Physicians serve patients with care, compassion and respect. Key to respect is privacy protection. Its loss can negatively impact health every bit as much as diagnostic or therapeutic harms.
Unfortunately, health information is increasingly attractive to criminals. It can be stolen and held for ransom or for re-selling to the highest bidder. And criminals learned long ago that technical and security hacks are not worth the effort. The easiest way breach a fortification is to simply walk through the front door with a user's trusted credentials. And the easiest way to get those is to dupe us into giving them up. Our greatest security vulnerability is neuron, not electron, based.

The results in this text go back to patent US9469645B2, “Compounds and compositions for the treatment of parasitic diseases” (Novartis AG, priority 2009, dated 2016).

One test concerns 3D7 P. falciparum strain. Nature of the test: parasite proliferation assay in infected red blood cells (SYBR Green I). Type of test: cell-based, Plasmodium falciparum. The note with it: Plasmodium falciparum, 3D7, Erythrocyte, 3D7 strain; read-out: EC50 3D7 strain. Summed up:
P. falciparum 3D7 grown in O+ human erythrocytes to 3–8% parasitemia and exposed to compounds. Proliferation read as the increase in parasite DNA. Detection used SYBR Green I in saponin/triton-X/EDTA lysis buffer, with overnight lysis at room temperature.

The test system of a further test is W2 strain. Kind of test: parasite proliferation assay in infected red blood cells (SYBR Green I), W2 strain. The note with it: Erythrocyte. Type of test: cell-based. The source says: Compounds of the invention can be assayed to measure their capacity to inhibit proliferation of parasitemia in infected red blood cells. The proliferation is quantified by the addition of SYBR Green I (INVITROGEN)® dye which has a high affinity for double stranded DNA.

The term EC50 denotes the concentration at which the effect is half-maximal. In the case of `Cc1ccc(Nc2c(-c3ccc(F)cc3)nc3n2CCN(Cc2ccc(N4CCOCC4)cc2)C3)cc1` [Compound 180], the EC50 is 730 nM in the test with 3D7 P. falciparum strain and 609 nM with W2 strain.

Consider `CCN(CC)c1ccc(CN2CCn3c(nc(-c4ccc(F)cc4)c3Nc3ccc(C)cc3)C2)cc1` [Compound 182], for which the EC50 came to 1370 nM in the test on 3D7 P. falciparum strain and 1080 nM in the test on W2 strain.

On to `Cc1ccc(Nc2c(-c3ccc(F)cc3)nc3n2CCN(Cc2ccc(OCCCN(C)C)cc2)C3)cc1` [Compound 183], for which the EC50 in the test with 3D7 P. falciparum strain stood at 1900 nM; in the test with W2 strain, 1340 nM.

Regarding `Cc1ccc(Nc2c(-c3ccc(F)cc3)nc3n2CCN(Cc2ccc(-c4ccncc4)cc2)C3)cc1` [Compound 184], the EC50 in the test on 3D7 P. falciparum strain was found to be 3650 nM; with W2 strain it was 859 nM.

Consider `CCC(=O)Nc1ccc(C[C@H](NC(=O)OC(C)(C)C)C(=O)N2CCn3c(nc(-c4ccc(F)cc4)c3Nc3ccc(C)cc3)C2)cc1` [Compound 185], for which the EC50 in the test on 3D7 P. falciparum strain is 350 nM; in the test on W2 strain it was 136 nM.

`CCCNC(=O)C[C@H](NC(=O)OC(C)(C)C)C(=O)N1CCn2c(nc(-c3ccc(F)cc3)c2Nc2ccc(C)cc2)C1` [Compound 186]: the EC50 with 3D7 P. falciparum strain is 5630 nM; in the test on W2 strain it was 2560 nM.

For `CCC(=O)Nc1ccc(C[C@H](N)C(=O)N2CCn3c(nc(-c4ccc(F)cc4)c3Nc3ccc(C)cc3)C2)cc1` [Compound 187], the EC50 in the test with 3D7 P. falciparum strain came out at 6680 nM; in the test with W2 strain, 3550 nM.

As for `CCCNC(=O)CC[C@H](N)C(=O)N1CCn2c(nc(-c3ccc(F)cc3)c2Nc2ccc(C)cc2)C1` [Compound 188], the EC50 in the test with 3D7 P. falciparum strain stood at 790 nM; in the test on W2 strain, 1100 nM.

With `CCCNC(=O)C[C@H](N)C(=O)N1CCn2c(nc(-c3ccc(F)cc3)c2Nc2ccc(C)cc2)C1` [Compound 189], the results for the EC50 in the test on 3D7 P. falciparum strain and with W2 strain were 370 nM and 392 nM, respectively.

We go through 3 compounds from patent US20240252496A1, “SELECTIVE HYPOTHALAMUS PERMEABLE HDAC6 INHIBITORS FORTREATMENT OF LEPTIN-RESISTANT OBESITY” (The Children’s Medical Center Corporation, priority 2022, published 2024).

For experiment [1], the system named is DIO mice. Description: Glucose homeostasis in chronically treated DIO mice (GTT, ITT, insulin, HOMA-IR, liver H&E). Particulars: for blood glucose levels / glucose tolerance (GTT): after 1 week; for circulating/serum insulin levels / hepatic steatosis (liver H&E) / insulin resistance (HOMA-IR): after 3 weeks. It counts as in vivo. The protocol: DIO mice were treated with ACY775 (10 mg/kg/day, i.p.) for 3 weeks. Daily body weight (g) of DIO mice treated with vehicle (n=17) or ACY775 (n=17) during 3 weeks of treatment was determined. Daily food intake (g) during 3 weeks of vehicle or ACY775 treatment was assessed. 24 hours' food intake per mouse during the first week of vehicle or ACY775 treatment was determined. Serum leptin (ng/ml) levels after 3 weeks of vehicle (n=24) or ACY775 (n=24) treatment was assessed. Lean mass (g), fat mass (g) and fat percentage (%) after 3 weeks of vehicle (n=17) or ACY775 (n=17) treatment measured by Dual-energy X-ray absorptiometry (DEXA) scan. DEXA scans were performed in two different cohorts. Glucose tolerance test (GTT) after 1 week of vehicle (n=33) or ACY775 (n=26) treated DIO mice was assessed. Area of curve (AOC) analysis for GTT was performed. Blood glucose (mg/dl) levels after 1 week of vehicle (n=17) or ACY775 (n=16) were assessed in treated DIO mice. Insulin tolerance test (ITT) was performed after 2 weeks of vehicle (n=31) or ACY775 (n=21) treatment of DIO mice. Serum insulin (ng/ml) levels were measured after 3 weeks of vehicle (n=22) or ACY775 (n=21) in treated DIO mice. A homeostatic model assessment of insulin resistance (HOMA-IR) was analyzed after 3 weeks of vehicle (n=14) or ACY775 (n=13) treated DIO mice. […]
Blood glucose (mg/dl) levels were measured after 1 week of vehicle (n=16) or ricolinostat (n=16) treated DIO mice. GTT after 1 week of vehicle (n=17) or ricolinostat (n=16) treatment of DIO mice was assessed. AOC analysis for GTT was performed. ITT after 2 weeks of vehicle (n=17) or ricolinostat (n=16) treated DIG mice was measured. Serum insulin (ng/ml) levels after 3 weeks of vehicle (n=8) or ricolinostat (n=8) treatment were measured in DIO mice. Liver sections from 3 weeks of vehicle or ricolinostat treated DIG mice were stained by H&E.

Thus the need for practical, purposeful paranoia. Physicians should adopt an attitude of universal mistrust when it comes to information sharing. Keep clinical content (of all types) to secured clinical information systems. Never accept requests for logon credentials.
And so on. We could list many do's and don'ts. But that would miss the point. New neuron-targeted tricks are inevitable. The goal is to protect against what will appear on future lists.
We'll be revisiting this topic frequently, sharing learnings from as many of our colleagues as possible. Please offer suggestions and questions to keep the paranoia alive!